College… or Vocational School… or ???

The headline read “Useless Degrees?”, and the newspaper story went on to tell about a state lawmaker who was upset about the fact that too many students, especially here in Utah, obtained degrees in areas of study for which there were either no careers or very few jobs for the number of students with academic degrees in those fields.

This sort of questioning raises a fundamental question about both the value of an undergraduate collegiate degree and the purpose of such a degree.  Is the principal purpose of an undergraduate degree to provide what amounts to vocational training or is it to teach the student how to think?

Immediately, of course, the response from most people would be:  “Why not both?”

The problem with the “both” answer is that learning “how” is often very different from learning how to ask “why.”  Asking why often requires challenging the status quo, and accepted beliefs, as well as examining what lies behind what created society, or a certain discipline, in its present form.  The original concept of the university was based on educating a comparatively small percentage of the population to question and to master a limited number of high-level skills, such as law and medicine, and later engineering. Other skills were learned on the job through what amounted to apprenticeship.  Today, however, many occupations require young people to have a much higher degree of knowledge and skill and some form of formal education in order even to be considered for employment. Part of this is because society has become more mobile and businesses are often reluctant to spend the money and time to train people in order for them to master skills and then leave and use those skills elsewhere

The problem that colleges and universities face is that, first, many are not equipped to operate as high-level vocational schools, nor to determine which students belong in what field of study, and even when they can, societal expectations essentially restrict their ability to determine which students take which courses.  Second, not all students are suited to all disciplines, and very few know their strengths and limitations.  Third, our society is changing rapidly enough that any “vocational” education provided to a student will be time-limited because the field itself will either change drastically over the course of a student’s later life or may even vanish.  This is one reason why many educators fight the idea of “vocational” education and emphasize trying to teach students to think. Another reason is simply that universities shouldn’t play occupational “god” and insist they know what a student should study, although it’s fair to say that they are equipped to determine, by allowing a student to try a course and fail, what a student should not study.  But, of course, giving students such a choice is expensive, both for the student and the institution.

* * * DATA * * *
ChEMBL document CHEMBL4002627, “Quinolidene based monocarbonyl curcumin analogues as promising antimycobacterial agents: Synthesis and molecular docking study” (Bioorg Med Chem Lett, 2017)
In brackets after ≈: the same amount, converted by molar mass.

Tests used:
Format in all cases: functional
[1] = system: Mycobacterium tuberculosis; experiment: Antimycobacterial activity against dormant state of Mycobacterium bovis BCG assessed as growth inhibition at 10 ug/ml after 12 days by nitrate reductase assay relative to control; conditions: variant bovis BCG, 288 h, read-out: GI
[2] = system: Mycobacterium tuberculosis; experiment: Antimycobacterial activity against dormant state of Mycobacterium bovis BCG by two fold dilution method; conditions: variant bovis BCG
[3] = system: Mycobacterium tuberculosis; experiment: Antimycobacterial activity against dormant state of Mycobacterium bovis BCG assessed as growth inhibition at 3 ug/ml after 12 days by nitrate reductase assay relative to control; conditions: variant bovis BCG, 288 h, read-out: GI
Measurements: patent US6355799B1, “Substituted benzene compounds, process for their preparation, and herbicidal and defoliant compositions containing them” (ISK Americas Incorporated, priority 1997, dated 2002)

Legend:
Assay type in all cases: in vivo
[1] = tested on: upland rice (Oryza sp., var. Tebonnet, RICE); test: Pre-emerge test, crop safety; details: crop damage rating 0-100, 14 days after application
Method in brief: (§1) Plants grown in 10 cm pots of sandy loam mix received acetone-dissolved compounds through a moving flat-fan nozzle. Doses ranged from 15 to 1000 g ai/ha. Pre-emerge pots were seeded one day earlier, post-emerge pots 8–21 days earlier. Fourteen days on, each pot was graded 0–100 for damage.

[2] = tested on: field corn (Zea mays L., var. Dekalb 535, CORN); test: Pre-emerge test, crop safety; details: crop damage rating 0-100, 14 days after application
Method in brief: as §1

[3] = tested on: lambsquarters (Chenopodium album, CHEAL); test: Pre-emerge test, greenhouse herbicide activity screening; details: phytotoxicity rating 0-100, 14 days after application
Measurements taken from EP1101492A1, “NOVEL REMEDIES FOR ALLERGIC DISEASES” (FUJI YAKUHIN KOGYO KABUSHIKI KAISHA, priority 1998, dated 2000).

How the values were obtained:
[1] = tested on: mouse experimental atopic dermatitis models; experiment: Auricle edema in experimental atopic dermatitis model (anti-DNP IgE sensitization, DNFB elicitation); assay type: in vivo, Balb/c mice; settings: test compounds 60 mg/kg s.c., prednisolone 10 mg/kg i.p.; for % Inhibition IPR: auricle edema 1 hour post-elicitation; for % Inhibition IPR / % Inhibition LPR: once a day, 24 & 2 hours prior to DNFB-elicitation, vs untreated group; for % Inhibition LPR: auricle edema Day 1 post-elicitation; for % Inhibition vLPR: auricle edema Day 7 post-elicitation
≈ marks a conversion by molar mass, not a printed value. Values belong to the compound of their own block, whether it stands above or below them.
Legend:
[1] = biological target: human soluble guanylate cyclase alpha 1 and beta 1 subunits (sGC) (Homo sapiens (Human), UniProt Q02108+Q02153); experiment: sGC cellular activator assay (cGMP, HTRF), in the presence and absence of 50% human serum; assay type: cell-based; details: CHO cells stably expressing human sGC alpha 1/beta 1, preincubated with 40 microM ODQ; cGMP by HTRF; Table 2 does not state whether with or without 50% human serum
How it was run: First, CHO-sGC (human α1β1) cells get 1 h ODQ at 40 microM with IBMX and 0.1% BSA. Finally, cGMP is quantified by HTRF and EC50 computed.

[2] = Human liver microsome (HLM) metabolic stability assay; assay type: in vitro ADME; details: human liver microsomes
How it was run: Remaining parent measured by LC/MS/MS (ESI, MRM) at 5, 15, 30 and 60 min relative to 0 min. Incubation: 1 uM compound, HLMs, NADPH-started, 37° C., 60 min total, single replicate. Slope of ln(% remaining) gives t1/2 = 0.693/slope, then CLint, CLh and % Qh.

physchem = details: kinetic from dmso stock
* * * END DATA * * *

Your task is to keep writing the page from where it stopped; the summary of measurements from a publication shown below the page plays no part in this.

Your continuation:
As many of you know, my wife is a college professor, and I’ve taught at the collegiate level.  So it’s likely that I’m apt to see matters in a different light from that politician who wants more students to obtain degrees in math, sciences, health care, and computer-related fields.

From a student’s point of view, there’s one critical question that should drive a choice of a collegiate major or field of study:  Does the student have the aptitude for that field?  I’m not talking so much about preparation as the raw capability.  No matter how great the desire, in some fields, without certain basic aptitudes, a student will not succeed. I think it’s more than fair to say that, although I’m fairly bright, I’d never succeed as a music major.  I can’t tell whether I’m on pitch/key, whether I’m singing or playing an instrument.  Nor do I have any sense of rhythm.  It doesn’t matter how bright I am.  Without those capabilities, I’d fail at music.  Other students and relatives I’ve known simply have limited mathematical capabilities. Others didn’t develop linguistic skills early enough in life, and therefore will never succeed in areas requiring written skills.

Yet our collegiate system encourages students to follow what they think their “passion” may be, regardless of what their abilities may be.  This often results in a student taking far more courses than required to get a degree… and higher costs at state-supported schools… and law-makers wanting to mandate restrictions or higher costs.

Even if colleges become what amount to high-level vocational institutions – which I think would be a disaster for the United States – such a change wouldn’t address the problem of students not knowing what their capabilities and desires are.  The capability problem could be addressed by a secondary school system that demanded more rigor and course content, and less teaching to the tests, but less teaching to the tests would result in less certain assessment, etc., all of which points out the basic problem:  Education is being labeled as the cure for everything, and it’s not.  Education in itself cannot instill drive or ambition.  Nor can it provide discipline or self-discipline, not without the support of parents and community.  Nor can it provide the desire to learn, only the opportunity.

For all these reasons, among many others, while education is vital to society, what kind of education is best depends on the student, and no one kind of education, with a simple degree path of the sort that everyone from lawmakers to parents seem to be demanding, will suffice.  One size never did fit all, and neither will a simple fix, even one backed by law, achieve any real solution.

5 thoughts on “College… or Vocational School… or ???”